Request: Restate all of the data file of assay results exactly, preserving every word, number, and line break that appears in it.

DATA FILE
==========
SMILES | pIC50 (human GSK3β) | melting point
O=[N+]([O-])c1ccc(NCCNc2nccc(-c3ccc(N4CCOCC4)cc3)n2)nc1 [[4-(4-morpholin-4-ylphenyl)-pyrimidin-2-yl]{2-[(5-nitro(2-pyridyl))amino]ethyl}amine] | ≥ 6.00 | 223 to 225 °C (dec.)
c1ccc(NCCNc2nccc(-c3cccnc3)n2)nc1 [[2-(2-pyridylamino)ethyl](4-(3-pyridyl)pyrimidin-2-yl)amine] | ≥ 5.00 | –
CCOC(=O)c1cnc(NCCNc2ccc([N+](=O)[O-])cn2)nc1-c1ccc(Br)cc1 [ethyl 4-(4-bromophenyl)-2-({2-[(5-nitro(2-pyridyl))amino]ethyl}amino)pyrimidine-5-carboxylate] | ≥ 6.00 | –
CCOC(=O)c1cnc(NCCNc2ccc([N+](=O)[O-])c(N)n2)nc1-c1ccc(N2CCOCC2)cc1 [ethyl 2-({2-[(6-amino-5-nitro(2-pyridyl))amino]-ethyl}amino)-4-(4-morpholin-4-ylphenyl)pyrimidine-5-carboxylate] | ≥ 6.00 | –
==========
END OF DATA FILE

SMILES | pIC50 (human GSK3β) | melting point
O=[N+]([O-])c1ccc(NCCNc2nccc(-c3ccc(N4CCOCC4)cc3)n2)nc1 [[4-(4-morpholin-4-ylphenyl)-pyrimidin-2-yl]{2-[(5-nitro(2-pyridyl))amino]ethyl}amine] | ≥ 6.00 | 223 to 225 °C (dec.)
c1ccc(NCCNc2nccc(-c3cccnc3)n2)nc1 [[2-(2-pyridylamino)ethyl](4-(3-pyridyl)pyrimidin-2-yl)amine] | ≥ 5.00 | –
CCOC(=O)c1cnc(NCCNc2ccc([N+](=O)[O-])cn2)nc1-c1ccc(Br)cc1 [ethyl 4-(4-bromophenyl)-2-({2-[(5-nitro(2-pyridyl))amino]ethyl}amino)pyrimidine-5-carboxylate] | ≥ 6.00 | –
CCOC(=O)c1cnc(NCCNc2ccc([N+](=O)[O-])c(N)n2)nc1-c1ccc(N2CCOCC2)cc1 [ethyl 2-({2-[(6-amino-5-nitro(2-pyridyl))amino]-ethyl}amino)-4-(4-morpholin-4-ylphenyl)pyrimidine-5-carboxylate] | ≥ 6.00 | –